Gun-control is another issue where most churches are either silent or just repeat the Republican Party line. I'm not suggesting that guns be banned. After all, it is evil people who should be blamed for shooting other people, not the guns they use. However, there are plenty of fire-arms that can be easily purchased in our country that are not designed for hunting wild game. Their purpose is simply to be used for killing people. Shouldn't churches be calling for the banning of these sorts of high-powered weapons? Jesus was clearly a non-violent individual who had a pacifistic streak to say the least. The Republican Party, on the other hand, is strongly influenced by the National Rifle Association (NRA).

Immigration-reform is a hot issue right now. Despite the president's attempts to pass a reform bill, it was Republicans in congress who blocked the measure, saying it gives amnesty to people who should not live here. The Republican Party, for the most part, does not want more immigrants (probably because non-whites tend to vote strongly Democratic). However, when we look at the teachings of Christ, He is very open to all people. He did not speak to the importance of borders between countries, but rather spoke to the importance of people. Much as He cared for the poor, He also cared for Samaritans and Gentiles. So where are churches on this issue? I hear little because most stay within their own walls, not reaching their communities.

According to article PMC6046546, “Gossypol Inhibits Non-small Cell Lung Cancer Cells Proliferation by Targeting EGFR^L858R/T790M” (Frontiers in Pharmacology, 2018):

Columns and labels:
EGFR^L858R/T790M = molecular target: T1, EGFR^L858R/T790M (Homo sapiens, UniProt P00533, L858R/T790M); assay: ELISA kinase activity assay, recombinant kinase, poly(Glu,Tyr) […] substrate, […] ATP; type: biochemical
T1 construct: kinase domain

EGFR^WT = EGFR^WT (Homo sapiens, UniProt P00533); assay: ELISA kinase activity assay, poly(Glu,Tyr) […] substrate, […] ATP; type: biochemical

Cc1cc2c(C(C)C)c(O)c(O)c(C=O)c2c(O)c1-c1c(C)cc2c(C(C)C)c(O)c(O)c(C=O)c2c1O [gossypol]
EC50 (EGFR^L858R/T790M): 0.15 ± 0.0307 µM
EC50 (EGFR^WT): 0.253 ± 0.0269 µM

Finally, what about financial responsibility? Despite the fact that the Republican Party talks about lower spending and smaller government, it does not put this into practice. It was under Ronald Reagan that our country's national debt hit new heights. Today, we see huge budget deficits each year. Ironically, it was under Bill Clinton (not my favorite person) that we had budget surpluses. Where does the church stand on this issue? It is true that many churches give a great deal of money toward missions, and for this I am thankful. However, many churches are also deep in debt for buildings that they financed on credit. Is this good stewardship? Is this a good message to be sending to our church members, many of whom have a great deal of personal debt? Shouldn't our churches teach financial responsibility and also act this out?

I apologize for the negative tone of this post. I did not intend for it to turn out this way. My intent is simply to warn about the impact that the Republican Party is currently having upon our churches. Let us not turn a blind eye, and act like the Republican Party is a Christian political party. It is not. This is why the two leading candidates for the Republican nomination for president in 2008 are a nominal Christian at best (Rudi Guliani) and a Mormon (Mitt Romney).

May I suggest three recommendations for all of us?

First, let us cut ties with the Republican Party. This does not mean that we won't vote for a Republican candidate. Many times we might do so. Let us not, however, automatically vote for the GOP. Count yourself as an Independent.

Second, let's look for a third party candidate who believes more along the lines that we do. This will take some work on our part because they are often somewhat difficult to find out about; the Democrats and Republicans have made it difficult to run from outside their two parties.

Third, and most important, we must as individuals and churches look to the bible to inform how we vote and what our positions should be on political issues. Search the scriptures for they contain the words of life.

Let us not be skewed away from the bible by the Republican Party. May we vote, believe, and live in a way that pleases our Lord Jesus, not Rush Limbaugh.